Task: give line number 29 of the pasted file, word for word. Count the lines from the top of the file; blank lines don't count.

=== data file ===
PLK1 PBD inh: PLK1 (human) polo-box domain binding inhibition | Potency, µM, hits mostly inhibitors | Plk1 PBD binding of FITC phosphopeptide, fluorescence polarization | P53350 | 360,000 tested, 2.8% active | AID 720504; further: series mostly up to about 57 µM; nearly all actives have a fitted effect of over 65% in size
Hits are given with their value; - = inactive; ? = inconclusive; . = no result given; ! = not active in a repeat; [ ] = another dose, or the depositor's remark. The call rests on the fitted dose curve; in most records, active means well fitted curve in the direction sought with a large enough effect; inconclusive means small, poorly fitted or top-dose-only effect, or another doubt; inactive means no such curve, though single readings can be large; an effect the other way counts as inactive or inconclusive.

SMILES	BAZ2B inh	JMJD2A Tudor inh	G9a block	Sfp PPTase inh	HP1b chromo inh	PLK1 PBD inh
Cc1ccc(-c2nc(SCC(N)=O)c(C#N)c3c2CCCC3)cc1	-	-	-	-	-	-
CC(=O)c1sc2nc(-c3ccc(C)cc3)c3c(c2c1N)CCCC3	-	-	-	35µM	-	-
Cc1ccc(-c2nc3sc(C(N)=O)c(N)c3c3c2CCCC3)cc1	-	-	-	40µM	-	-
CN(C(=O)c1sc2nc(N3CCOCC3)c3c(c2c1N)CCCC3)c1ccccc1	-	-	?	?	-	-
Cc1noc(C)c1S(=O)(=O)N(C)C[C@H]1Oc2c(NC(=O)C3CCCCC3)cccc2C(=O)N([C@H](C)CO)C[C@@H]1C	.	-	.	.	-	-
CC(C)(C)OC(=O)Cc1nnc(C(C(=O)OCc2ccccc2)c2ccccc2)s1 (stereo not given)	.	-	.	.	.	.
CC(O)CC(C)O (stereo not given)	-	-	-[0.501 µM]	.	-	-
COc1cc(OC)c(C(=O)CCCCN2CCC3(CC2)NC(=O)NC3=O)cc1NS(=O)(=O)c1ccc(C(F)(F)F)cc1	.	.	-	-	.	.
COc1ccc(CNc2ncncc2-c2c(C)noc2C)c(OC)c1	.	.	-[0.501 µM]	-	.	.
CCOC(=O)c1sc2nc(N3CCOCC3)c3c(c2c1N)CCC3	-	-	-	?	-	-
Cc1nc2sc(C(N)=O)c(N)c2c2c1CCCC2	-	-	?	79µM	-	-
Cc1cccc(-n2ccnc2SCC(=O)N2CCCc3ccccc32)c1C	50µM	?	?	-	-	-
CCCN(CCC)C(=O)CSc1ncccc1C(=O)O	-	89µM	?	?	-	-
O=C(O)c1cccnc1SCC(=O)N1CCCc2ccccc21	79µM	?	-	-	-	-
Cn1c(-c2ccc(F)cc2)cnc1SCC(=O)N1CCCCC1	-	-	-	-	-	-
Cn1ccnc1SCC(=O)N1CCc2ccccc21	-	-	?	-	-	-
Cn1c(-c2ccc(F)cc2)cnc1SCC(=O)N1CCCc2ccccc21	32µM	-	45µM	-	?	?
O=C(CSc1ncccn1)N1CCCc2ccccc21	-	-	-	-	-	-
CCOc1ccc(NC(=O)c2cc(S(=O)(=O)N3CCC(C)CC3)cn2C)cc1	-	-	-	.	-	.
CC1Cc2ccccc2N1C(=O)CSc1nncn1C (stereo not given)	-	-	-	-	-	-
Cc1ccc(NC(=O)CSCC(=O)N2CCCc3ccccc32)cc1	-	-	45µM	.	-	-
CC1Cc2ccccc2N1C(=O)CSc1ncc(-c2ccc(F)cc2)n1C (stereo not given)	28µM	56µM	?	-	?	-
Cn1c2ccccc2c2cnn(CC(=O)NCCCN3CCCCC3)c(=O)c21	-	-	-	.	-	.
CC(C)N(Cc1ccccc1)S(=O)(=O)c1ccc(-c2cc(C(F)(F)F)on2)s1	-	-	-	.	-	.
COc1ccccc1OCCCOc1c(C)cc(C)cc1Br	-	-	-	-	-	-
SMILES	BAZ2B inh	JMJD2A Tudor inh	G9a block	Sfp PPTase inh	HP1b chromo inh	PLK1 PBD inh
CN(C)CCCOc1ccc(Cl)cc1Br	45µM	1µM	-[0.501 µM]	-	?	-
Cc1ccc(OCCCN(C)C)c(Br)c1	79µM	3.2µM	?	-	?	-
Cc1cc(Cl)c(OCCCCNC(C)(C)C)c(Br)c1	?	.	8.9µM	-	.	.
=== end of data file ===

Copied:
SMILES	BAZ2B inh	JMJD2A Tudor inh	G9a block	Sfp PPTase inh	HP1b chromo inh	PLK1 PBD inh